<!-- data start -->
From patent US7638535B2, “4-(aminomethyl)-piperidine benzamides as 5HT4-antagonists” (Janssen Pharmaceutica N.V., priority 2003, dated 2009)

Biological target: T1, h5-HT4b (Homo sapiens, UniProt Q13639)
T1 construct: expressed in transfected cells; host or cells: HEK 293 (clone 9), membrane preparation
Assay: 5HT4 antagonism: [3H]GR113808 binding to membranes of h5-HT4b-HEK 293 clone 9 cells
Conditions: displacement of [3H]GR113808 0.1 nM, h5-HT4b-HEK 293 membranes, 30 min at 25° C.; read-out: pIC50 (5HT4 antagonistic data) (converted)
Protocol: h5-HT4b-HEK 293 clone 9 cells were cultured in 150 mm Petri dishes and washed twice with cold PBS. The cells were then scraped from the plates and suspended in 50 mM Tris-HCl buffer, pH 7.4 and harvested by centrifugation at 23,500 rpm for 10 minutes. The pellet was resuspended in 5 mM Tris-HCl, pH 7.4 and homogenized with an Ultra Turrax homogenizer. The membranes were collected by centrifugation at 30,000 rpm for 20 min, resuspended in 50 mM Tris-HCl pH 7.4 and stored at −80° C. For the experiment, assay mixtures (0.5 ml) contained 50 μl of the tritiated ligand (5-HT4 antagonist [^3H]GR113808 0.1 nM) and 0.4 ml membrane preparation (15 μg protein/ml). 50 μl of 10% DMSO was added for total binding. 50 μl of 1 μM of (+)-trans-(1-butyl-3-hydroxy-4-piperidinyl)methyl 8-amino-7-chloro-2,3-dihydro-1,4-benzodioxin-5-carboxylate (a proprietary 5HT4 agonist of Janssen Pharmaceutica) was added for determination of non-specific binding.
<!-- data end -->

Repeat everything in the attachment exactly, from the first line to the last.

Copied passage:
From patent US7638535B2, “4-(aminomethyl)-piperidine benzamides as 5HT4-antagonists” (Janssen Pharmaceutica N.V., priority 2003, dated 2009)

Biological target: T1, h5-HT4b (Homo sapiens, UniProt Q13639)
T1 construct: expressed in transfected cells; host or cells: HEK 293 (clone 9), membrane preparation
Assay: 5HT4 antagonism: [3H]GR113808 binding to membranes of h5-HT4b-HEK 293 clone 9 cells
Conditions: displacement of [3H]GR113808 0.1 nM, h5-HT4b-HEK 293 membranes, 30 min at 25° C.; read-out: pIC50 (5HT4 antagonistic data) (converted)
Protocol: h5-HT4b-HEK 293 clone 9 cells were cultured in 150 mm Petri dishes and washed twice with cold PBS. The cells were then scraped from the plates and suspended in 50 mM Tris-HCl buffer, pH 7.4 and harvested by centrifugation at 23,500 rpm for 10 minutes. The pellet was resuspended in 5 mM Tris-HCl, pH 7.4 and homogenized with an Ultra Turrax homogenizer. The membranes were collected by centrifugation at 30,000 rpm for 20 min, resuspended in 50 mM Tris-HCl pH 7.4 and stored at −80° C. For the experiment, assay mixtures (0.5 ml) contained 50 μl of the tritiated ligand (5-HT4 antagonist [^3H]GR113808 0.1 nM) and 0.4 ml membrane preparation (15 μg protein/ml). 50 μl of 10% DMSO was added for total binding. 50 μl of 1 μM of (+)-trans-(1-butyl-3-hydroxy-4-piperidinyl)methyl 8-amino-7-chloro-2,3-dihydro-1,4-benzodioxin-5-carboxylate (a proprietary 5HT4 agonist of Janssen Pharmaceutica) was added for determination of non-specific binding.